Today I’ve got a little bit o’ inclement weather to share with you all. A typhoon, in black steel. Yeah, a nice bit o steel if you ask me. Rife with unique and unusual idiosyncrasies, but a beautiful blade nonetheless:
Black Fantasy Typhoon Hook Dagger
What’d I tell ya. You are looking at the Black Fantasy Typhoon Hook Dagger, by Robert Shiflett. As usual with these kinds of things, it’s got some issues. But I can’t be too hard on it because it does come right out and call itself a fantasy dagger. No pretense at functionality whatsoever, just another pretty piece of black steel to hang on your wall, or set on your mantle, or whatever you do with these things.
Me, I just critique them and walk away. But I’m bad like that. Anyway, back to the blade in question.
So what we have here is a nice little knife that doesn’t take itself too seriously, with a sweet curvy blade. I love curves. And points. And this knife has got lots of both. So I can’t complain about that. The blade is a complex set of said curves, sweeping backwards from the tip, down the spine into this weird void, guarded on top by a lone, forward pointing spike.
The edge of the blade, exhibits a similar, but smaller idiosyncrasy, winding it’s way down the tip, and extending over the top of the grip, punctuated at guard level by a single small divot, whose purpose, again, eludes me. On the side of the blade itself, a triangular metal accent piece sits between the large void in the spine and the front divot. As I have stated many times before, I have a thing against unnecessary voids in a blade, as they simply introduce weaknesses, and this blade is no exception.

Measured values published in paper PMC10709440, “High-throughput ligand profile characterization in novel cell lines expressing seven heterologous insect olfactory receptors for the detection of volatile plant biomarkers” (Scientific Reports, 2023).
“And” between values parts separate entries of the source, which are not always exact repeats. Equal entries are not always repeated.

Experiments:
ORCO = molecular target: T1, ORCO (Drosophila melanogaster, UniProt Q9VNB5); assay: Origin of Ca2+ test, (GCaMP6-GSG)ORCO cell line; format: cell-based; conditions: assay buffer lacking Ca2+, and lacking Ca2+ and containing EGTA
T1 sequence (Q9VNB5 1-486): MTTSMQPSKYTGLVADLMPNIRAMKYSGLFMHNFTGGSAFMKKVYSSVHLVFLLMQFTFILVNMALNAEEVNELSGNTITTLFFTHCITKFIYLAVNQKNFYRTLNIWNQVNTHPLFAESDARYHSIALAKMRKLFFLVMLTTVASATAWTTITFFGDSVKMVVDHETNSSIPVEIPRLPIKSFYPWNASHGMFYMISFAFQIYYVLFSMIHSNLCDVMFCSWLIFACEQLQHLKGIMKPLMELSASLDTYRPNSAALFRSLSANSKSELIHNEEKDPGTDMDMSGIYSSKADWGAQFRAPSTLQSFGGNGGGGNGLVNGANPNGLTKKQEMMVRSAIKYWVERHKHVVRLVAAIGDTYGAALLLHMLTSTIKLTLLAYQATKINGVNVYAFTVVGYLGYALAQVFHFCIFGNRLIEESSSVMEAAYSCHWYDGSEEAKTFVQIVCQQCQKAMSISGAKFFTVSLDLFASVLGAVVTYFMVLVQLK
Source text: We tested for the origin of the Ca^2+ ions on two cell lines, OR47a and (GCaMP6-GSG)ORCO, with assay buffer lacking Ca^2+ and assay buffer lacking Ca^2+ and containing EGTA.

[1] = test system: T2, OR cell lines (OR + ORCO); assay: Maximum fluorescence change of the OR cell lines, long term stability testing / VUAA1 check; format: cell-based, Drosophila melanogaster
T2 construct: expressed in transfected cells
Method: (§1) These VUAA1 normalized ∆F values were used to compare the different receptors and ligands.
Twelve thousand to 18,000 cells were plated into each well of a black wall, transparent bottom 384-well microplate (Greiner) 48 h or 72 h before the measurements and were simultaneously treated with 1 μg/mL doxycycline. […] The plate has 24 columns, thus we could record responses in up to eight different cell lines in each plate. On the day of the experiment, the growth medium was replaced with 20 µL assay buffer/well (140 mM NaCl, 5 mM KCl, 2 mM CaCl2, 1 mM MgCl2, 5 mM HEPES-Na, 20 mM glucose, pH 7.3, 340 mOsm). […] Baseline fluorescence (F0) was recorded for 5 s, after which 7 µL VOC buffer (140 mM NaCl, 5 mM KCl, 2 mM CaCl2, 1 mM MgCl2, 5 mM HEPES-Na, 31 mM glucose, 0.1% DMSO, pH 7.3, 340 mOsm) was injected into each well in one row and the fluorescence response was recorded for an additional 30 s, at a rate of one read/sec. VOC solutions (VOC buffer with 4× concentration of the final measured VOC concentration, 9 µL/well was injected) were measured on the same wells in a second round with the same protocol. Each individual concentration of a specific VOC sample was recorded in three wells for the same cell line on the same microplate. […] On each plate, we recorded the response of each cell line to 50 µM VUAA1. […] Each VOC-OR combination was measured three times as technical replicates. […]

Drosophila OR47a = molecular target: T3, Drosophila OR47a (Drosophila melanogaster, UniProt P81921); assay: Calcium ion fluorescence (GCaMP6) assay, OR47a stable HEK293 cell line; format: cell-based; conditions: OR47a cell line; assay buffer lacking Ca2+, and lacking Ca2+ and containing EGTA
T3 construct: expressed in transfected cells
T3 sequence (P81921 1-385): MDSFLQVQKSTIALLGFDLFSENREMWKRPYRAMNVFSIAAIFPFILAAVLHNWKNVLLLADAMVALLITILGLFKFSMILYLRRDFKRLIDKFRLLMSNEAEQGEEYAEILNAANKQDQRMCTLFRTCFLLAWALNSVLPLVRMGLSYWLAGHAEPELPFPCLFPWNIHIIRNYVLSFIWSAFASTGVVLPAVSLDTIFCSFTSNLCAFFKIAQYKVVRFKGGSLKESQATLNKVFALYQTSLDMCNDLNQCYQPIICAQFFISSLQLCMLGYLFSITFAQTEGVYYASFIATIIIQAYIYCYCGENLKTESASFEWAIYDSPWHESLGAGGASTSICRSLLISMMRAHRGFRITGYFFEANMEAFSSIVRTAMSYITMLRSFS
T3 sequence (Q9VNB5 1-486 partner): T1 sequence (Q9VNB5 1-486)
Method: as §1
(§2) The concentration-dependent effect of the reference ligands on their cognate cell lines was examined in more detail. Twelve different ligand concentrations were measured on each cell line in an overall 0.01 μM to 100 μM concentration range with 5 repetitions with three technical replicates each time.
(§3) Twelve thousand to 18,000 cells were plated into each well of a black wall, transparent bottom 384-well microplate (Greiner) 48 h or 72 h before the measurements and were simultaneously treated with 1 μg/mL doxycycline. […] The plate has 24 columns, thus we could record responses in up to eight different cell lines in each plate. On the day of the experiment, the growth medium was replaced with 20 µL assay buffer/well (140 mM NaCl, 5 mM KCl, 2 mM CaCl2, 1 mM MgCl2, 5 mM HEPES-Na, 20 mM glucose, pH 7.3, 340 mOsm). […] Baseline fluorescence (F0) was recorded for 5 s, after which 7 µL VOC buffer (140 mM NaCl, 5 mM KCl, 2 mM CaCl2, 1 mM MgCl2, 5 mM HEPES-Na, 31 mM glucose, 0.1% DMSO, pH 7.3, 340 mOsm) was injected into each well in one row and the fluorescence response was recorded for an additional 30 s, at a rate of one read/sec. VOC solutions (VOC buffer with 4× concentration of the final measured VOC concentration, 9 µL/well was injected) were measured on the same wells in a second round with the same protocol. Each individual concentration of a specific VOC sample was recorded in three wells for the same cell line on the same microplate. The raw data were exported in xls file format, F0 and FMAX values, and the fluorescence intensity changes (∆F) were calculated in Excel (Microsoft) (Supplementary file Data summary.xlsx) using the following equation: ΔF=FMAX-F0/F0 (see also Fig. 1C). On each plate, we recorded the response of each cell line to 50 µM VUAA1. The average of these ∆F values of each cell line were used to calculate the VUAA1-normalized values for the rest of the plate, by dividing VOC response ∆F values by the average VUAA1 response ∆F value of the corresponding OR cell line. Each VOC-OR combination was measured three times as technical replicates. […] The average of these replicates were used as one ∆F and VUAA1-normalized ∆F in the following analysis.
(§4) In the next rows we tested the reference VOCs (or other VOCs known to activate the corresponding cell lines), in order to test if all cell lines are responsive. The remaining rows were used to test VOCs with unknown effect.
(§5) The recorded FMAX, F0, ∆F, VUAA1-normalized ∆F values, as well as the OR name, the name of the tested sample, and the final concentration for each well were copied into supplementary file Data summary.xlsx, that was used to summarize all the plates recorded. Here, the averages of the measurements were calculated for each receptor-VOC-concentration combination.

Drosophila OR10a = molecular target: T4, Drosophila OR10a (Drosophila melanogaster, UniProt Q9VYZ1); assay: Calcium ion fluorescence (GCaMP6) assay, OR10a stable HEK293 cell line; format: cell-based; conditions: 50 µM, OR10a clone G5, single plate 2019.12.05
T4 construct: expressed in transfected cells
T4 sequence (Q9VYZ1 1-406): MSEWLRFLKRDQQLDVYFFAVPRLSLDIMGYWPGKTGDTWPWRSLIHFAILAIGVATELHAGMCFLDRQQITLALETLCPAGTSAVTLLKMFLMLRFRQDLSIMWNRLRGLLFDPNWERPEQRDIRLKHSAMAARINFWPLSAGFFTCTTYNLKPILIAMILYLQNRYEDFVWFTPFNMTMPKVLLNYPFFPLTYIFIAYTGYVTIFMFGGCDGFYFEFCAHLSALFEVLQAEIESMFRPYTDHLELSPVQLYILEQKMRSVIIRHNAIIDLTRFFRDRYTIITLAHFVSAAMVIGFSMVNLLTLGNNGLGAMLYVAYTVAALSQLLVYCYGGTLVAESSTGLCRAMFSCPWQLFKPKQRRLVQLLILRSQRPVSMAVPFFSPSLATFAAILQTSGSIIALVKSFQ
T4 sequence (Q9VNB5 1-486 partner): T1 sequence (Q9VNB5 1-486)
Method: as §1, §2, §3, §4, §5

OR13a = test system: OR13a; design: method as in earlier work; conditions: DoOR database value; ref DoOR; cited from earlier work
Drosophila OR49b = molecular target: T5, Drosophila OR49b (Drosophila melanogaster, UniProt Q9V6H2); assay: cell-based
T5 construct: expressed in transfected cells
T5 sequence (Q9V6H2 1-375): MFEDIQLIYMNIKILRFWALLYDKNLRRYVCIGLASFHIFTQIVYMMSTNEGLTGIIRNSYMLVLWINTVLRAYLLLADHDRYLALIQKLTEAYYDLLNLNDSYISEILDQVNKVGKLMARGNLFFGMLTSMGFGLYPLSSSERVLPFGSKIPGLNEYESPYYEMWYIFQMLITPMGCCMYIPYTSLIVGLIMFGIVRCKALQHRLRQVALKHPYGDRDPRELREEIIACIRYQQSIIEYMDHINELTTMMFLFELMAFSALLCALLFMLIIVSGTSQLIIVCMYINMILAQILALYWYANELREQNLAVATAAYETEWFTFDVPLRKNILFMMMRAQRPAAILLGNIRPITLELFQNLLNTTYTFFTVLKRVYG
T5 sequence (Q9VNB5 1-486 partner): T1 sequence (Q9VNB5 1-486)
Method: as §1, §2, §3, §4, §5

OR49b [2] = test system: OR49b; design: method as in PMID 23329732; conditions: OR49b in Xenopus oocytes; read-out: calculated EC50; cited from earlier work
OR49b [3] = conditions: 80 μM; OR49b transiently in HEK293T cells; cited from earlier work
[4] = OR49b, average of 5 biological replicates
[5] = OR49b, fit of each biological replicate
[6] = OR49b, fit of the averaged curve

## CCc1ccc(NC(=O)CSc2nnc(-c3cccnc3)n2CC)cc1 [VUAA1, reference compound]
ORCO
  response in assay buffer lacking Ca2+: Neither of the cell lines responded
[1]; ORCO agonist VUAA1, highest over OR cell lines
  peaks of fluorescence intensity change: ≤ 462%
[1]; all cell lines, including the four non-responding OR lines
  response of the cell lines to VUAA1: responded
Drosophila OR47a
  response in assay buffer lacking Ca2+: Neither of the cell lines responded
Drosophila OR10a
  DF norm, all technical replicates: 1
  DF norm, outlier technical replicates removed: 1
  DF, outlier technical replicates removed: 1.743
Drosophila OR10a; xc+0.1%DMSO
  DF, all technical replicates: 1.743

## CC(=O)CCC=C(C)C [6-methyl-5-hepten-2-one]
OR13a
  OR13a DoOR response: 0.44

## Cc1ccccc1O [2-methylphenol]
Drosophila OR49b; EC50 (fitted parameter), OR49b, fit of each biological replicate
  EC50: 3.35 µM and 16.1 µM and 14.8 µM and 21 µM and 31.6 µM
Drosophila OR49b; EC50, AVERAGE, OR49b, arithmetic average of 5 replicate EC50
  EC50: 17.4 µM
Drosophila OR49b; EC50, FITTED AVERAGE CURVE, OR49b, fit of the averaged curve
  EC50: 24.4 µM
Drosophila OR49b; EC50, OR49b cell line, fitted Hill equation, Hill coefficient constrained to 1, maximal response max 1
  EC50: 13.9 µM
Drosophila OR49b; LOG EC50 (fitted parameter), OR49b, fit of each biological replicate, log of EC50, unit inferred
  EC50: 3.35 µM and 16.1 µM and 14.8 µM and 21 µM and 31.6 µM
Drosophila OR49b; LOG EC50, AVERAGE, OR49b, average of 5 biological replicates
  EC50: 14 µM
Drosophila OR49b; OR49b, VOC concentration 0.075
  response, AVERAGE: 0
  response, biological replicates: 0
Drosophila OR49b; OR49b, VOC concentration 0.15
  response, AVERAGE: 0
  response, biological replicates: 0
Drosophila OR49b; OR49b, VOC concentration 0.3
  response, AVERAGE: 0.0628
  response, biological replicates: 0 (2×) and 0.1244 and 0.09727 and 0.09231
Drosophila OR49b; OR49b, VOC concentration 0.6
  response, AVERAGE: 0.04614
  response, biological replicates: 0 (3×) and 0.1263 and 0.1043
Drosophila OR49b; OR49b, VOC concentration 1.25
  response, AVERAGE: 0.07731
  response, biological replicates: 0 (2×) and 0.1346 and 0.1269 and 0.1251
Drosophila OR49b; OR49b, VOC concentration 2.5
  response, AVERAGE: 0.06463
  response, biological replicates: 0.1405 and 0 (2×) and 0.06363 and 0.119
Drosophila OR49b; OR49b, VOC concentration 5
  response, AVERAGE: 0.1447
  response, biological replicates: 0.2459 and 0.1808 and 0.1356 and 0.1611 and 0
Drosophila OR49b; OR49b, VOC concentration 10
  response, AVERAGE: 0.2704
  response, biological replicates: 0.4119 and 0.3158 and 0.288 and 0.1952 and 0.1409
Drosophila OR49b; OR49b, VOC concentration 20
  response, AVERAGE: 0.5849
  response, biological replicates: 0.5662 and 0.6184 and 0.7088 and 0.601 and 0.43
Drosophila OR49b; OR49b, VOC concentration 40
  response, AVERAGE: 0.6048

In fact this blade exemplifies exactly why I dislike these voids, because as you can see, the end result is that the blade is connected to the hilt by a relatively small section of steel, and it could have been so much stronger without those voids. I know this wasn’t intended to be a practical weapon, but that is just a big no-no in my book. (*wags finger*) At least the hilt makes up for it in a rather interesting aesthetic style.
The hilt is quite nice, if rather iffy on the ergonomics front. It is designed to look like it is made from offset stacked ovoid sections of ebony, capped at each end by metal guard and pommel pieces. The twisting sections of grip is probably where the “Typhoon” section of it’s nomenclature came from. But I can’t help but wonder how all those sharp edges would feel against ones palm.
However my favorite part of the hilt is the little talon that extends from the pommel of the weapon. A black steel hooked talon, which, again, is probably the source of the “Hook dagger” name. A trivial observations, of course, but I can’t help it. With a name as wordy as “Black Fantasy Typhoon Hook Dagger” I just feel the need to kind of justify each and every word.
But that, as usual, is just me. Almost as idiosyncratic as the blades I like to critique… Almost.
Black Fantasy Typhoon Hook Dagger by Robert Shiflett – [All Things Medieval]